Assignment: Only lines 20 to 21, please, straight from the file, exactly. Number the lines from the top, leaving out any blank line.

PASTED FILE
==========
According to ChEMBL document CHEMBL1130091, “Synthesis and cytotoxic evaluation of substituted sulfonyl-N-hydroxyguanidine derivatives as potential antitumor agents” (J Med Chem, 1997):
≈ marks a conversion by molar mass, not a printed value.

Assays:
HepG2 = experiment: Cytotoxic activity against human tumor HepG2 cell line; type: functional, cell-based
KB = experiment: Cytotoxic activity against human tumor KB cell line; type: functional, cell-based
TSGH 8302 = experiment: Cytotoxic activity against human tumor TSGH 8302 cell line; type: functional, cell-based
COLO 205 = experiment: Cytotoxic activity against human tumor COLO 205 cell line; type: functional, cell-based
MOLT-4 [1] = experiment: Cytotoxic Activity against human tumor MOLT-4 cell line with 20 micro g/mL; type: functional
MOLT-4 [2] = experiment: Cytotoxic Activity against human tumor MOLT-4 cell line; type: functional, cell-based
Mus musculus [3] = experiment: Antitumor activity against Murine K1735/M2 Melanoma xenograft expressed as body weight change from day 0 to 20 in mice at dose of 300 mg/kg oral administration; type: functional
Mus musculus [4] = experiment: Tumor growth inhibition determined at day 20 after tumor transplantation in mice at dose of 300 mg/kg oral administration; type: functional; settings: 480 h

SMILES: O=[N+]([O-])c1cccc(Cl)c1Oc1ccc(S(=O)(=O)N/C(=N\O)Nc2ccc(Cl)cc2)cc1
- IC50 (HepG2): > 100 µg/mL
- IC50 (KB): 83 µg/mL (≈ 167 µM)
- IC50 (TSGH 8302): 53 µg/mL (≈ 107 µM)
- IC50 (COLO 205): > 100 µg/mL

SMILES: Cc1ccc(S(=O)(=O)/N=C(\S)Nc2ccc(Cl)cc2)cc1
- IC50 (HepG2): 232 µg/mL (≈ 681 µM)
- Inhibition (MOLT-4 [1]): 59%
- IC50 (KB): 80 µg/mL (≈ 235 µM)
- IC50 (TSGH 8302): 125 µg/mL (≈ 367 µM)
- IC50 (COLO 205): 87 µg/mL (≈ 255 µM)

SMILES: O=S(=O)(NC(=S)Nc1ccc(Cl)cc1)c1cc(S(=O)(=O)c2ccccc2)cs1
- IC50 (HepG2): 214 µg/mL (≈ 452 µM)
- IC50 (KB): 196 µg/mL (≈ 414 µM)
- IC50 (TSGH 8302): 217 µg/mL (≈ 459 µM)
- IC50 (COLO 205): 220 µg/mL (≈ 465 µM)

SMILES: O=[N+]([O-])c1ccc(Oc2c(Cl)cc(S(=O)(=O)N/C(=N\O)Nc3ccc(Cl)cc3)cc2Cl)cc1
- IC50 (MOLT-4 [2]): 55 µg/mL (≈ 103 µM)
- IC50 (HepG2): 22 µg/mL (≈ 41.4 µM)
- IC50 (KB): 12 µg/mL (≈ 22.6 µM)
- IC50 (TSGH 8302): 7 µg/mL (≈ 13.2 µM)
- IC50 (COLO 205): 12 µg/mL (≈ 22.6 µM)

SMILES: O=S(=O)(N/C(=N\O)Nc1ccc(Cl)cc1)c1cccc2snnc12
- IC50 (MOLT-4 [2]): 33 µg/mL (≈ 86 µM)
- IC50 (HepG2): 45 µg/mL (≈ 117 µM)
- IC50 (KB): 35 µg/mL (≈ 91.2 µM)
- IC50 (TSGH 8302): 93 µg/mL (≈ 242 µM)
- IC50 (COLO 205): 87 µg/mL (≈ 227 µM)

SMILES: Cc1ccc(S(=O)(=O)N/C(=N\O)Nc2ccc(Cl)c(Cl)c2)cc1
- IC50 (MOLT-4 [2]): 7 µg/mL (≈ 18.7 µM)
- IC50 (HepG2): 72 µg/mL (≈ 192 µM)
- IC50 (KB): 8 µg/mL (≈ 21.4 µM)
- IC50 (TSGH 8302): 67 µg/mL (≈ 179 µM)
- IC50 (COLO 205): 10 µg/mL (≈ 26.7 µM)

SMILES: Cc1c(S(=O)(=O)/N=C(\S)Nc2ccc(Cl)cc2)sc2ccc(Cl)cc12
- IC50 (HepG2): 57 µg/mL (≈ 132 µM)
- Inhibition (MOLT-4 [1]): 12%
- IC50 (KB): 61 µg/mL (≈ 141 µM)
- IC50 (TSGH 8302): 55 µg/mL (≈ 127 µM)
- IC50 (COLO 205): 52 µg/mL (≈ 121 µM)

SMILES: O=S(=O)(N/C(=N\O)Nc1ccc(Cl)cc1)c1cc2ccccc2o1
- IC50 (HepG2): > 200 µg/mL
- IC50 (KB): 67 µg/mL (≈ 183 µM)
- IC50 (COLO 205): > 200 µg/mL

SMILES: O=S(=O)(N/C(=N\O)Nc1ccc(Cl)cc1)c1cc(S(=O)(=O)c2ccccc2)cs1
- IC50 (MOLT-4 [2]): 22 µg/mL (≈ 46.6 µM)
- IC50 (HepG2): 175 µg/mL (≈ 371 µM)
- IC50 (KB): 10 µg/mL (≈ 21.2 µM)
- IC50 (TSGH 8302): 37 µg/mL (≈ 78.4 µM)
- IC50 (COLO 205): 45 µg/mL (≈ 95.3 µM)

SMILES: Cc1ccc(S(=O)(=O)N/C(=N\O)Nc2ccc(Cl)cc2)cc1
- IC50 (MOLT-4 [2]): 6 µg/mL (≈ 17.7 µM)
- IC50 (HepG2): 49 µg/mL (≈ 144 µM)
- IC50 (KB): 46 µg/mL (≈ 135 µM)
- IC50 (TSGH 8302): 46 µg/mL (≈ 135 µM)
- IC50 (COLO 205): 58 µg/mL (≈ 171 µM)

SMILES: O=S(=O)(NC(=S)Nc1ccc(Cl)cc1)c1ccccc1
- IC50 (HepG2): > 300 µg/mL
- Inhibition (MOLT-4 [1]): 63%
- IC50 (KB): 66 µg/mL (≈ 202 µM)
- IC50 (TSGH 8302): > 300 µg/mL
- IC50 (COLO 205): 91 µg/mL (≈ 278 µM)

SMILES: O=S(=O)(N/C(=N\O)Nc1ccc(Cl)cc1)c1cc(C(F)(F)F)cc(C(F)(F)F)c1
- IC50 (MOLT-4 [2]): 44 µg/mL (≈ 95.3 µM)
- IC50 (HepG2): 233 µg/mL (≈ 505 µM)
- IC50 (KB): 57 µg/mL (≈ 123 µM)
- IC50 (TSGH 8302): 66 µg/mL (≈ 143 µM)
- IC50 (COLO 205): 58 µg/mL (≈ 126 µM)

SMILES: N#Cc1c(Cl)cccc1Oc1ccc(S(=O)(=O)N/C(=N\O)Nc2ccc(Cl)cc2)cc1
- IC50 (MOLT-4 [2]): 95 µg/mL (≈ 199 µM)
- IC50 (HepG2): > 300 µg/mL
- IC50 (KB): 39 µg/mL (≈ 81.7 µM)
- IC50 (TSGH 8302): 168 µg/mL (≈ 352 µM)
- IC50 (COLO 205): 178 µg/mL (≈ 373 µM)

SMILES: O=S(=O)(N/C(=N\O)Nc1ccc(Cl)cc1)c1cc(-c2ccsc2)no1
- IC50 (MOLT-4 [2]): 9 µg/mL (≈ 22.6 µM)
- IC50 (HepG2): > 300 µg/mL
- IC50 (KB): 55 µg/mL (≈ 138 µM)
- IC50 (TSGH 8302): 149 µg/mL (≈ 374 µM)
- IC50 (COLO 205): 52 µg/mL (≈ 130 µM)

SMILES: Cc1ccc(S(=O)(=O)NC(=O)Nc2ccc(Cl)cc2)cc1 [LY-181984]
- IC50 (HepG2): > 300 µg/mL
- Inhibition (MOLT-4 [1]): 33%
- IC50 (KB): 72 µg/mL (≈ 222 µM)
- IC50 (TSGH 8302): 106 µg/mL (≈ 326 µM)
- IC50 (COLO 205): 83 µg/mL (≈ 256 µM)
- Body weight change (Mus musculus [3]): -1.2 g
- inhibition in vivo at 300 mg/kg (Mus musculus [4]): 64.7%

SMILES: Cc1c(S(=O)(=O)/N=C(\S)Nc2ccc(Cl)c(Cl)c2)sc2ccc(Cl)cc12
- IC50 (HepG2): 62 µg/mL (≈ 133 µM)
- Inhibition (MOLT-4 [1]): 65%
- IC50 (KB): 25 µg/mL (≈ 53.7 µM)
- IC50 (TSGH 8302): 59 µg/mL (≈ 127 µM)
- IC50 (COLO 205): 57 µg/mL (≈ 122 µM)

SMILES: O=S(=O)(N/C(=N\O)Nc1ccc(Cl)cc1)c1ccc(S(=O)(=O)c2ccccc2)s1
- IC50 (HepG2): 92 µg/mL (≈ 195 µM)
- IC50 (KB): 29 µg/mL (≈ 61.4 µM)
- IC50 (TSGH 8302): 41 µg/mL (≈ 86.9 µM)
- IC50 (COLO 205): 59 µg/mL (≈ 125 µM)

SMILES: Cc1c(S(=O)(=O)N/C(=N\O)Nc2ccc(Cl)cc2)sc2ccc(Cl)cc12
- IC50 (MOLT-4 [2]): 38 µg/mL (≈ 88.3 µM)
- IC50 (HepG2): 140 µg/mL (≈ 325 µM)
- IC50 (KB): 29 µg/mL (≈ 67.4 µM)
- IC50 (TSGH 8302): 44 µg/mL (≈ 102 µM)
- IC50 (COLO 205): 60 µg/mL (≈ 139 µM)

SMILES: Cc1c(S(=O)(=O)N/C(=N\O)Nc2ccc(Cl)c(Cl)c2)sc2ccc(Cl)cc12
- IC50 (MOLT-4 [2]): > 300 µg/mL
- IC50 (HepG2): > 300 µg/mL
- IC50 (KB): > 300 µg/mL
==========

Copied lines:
- IC50 (KB): 80 µg/mL (≈ 235 µM)
- IC50 (TSGH 8302): 125 µg/mL (≈ 367 µM)